Life & Legacy: Creating Your Roadmap

Lesson 5 of 19

Wills Questionnaire and Q&A

 

Life & Legacy: Creating Your Roadmap

Lesson 5 of 19

Wills Questionnaire and Q&A

 

Lesson Info

Wills Questionnaire and Q&A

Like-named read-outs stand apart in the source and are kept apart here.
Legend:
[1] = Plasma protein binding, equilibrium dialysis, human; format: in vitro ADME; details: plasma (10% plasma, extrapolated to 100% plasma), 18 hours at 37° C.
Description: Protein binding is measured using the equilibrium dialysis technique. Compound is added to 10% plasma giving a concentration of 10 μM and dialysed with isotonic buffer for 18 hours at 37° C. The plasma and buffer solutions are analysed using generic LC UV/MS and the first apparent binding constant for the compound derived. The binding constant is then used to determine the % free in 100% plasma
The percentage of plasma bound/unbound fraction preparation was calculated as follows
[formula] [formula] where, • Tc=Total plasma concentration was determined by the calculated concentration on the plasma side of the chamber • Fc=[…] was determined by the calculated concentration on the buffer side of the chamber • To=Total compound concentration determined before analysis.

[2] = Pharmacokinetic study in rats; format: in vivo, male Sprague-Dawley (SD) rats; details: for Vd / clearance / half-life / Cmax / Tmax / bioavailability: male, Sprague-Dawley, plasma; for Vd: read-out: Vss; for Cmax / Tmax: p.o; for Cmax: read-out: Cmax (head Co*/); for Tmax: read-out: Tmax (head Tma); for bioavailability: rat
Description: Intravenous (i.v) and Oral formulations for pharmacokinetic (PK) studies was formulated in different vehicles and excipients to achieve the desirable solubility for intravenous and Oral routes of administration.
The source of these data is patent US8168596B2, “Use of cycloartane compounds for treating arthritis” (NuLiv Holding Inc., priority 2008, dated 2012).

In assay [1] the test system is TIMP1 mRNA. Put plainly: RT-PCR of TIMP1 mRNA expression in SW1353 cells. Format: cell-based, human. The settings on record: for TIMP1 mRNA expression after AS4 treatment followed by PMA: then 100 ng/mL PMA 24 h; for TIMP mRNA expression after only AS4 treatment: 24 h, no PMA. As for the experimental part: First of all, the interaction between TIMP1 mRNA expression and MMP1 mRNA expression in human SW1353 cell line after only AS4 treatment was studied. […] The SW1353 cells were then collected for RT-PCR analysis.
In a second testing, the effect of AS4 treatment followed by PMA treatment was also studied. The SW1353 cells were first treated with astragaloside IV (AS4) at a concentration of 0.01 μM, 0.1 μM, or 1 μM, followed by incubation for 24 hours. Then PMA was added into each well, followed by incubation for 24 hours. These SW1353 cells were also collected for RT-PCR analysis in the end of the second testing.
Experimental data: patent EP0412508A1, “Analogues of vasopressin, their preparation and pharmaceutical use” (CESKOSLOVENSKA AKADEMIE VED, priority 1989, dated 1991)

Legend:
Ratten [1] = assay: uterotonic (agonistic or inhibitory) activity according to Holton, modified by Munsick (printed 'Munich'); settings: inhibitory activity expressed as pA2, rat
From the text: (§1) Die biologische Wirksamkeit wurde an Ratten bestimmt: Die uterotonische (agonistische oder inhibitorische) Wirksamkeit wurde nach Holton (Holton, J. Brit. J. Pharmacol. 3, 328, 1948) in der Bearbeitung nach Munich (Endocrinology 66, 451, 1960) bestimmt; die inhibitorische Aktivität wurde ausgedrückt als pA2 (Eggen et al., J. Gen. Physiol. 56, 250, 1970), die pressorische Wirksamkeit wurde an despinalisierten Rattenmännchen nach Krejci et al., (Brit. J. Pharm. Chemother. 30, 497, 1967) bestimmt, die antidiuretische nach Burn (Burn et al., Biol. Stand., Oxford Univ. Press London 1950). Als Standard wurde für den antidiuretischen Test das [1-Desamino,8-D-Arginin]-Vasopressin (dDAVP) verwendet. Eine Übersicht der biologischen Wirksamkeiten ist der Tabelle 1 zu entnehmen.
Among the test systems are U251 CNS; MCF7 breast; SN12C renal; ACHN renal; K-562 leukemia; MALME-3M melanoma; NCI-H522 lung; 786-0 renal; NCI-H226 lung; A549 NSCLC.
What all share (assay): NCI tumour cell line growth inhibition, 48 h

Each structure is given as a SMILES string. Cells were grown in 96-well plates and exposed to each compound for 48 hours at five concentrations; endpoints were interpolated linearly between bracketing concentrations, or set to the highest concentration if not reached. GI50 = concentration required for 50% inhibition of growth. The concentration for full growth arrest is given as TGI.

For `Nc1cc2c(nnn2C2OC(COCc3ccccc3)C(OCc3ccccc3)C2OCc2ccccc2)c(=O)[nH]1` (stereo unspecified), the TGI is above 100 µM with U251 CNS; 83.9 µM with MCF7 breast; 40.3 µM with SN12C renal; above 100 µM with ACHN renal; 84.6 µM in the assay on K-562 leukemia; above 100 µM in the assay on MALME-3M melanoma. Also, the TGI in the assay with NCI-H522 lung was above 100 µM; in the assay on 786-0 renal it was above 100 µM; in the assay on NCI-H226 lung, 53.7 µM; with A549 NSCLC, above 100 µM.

We were on the children if you have them um and blended families especially are single parents I'm both it is also really important tio have those conversations and get really clear about the priorities and make sure that what you're doing is you're setting this up so the kids or the pets or the miners will be taken care of appropriately and there may or may not be cem extra level of negotiation with for example you have a house and that is still co owned by you but you're no longer together but you're still actively parenting how do you want if something happens to one or the other of you, you know, making sure that the house ends up being the kid's property if that's what you but that's what you wanted to dio um in my case I'm a single parent and so it I must specify um, guardianship because there isn't a default assuming that you know, one something happens to one person and not another it's really important for me to make sure that that's really clear so just depending on your situ...